“The agency is increasingly concerned about the possible existence in Iran of past or current undisclosed nuclear related activities involving military related organizations, including activities related to the development of a nuclear payload for a missile, about which the agency continues to receive new information,” Mr. Amano said.

He noted that since the last Board meeting, Iran has installed centrifuges in Fordow with the stated objective of producing uranium enriched up to 20 per cent in further contravention of Security Council and Board of Governors resolutions.

The head of the United Nations International Atomic Energy Agency (IAEA) said today there is credible information that Iran is developing a nuclear weapon and called on the country to agree to a visit by a high-level team to clarify the nature of its nuclear programme

Earlier this week, IAEA inspectors reported that Iran had broken Agency seals at the Natanz facility and two related storage and testing locations, Pars Trash and Farayand Technique. The seals also covered some process equipment at the Pilot Fuel Enrichment Plant at Natanz. Iran’s Safeguards Agreement under the Nuclear Non-Proliferation Treaty (NPT) authorizes the IAEA to “apply its seals and other identifying and tamper-indicating devices” as needed. Iran suspended all uranium enrichment and reprocessing in 2004 in the so-called Paris agreement for talks with the EU-3 to resolve issues arising out of the disclosure that it had for almost two decades concealed its nuclear activities in breach of the NPT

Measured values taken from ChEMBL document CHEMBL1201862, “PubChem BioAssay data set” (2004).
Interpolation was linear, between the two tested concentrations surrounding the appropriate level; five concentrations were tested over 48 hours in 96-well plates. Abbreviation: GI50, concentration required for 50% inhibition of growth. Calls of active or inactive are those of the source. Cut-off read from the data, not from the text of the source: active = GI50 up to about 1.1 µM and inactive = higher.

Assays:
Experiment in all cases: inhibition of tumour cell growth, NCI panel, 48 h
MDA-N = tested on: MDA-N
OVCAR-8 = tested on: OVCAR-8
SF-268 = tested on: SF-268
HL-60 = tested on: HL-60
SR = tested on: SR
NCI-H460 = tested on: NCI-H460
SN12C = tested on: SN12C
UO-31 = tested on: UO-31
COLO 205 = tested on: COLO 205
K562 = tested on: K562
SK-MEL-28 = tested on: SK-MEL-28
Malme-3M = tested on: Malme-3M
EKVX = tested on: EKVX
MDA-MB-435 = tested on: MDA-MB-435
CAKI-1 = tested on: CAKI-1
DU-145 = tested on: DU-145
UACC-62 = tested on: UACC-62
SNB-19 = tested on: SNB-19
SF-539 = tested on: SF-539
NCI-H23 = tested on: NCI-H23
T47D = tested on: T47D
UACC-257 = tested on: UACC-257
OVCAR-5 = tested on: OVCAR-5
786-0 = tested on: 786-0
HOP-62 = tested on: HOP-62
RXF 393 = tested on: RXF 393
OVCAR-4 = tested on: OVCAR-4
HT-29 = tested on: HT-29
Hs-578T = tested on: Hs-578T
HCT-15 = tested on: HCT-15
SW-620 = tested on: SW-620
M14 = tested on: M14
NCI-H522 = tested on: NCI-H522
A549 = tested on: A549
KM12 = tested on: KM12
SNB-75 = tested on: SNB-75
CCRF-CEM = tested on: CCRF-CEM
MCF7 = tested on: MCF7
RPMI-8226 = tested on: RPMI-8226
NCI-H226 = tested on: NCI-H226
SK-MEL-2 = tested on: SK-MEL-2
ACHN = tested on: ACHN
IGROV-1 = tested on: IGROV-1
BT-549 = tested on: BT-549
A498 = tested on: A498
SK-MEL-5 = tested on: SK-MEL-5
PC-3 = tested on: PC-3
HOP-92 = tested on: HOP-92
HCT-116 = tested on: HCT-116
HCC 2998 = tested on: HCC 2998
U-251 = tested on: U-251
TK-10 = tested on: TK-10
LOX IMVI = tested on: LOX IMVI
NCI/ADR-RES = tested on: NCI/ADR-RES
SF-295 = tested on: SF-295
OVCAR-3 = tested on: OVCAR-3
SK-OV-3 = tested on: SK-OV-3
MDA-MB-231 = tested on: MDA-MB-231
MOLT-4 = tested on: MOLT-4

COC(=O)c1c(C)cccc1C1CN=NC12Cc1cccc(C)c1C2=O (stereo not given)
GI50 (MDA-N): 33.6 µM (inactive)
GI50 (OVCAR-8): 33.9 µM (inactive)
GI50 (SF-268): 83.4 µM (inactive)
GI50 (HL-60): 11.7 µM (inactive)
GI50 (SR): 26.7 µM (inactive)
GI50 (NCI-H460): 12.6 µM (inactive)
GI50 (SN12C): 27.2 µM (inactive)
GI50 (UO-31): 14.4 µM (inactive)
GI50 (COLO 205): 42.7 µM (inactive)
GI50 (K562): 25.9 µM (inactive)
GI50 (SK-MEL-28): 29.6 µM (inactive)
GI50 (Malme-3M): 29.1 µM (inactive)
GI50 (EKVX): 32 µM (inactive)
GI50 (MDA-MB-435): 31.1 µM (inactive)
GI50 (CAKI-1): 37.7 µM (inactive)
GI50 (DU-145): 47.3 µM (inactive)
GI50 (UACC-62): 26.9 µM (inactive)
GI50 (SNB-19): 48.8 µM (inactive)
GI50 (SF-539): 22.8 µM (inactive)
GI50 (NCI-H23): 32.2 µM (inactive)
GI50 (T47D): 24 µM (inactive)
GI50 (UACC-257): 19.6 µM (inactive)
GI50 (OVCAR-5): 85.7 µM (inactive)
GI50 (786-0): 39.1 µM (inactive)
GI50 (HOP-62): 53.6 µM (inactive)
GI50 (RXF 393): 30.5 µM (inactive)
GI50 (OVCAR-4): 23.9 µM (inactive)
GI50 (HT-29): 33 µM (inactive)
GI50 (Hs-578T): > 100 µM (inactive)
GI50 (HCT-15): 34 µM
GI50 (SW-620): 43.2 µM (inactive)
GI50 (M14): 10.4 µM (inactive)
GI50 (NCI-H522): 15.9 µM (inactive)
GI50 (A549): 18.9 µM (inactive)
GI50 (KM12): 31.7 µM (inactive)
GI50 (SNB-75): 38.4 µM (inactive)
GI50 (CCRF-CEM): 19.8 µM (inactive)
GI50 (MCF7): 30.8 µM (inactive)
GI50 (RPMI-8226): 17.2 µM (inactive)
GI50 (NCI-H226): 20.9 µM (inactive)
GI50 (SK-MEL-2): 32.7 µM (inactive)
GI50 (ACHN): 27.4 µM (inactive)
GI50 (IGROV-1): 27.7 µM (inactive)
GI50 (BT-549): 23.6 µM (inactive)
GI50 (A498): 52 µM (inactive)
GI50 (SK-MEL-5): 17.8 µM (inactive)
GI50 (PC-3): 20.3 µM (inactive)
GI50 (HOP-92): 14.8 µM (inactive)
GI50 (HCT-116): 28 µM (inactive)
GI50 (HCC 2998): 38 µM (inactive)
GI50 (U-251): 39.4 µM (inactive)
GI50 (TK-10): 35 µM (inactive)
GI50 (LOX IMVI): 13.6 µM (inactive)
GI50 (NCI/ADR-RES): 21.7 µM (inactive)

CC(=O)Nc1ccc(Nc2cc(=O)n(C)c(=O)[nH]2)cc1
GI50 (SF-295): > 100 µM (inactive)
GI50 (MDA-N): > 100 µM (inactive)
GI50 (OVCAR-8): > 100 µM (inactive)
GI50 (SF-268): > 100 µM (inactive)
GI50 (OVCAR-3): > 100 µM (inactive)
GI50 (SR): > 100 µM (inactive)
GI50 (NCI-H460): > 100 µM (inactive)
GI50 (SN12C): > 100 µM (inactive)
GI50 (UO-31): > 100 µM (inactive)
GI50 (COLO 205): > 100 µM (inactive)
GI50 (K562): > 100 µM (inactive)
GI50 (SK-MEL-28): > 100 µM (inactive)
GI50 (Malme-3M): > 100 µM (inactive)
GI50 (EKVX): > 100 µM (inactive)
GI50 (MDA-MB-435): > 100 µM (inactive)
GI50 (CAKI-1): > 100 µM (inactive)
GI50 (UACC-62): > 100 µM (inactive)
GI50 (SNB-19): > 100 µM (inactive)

The Vienna-based IAEA was informed late last month by Iran about the construction of a new enrichment plant. Secretary-General Ban Ki-moon said last week that the facility violates Security Council resolutions because of the delay in its disclosure.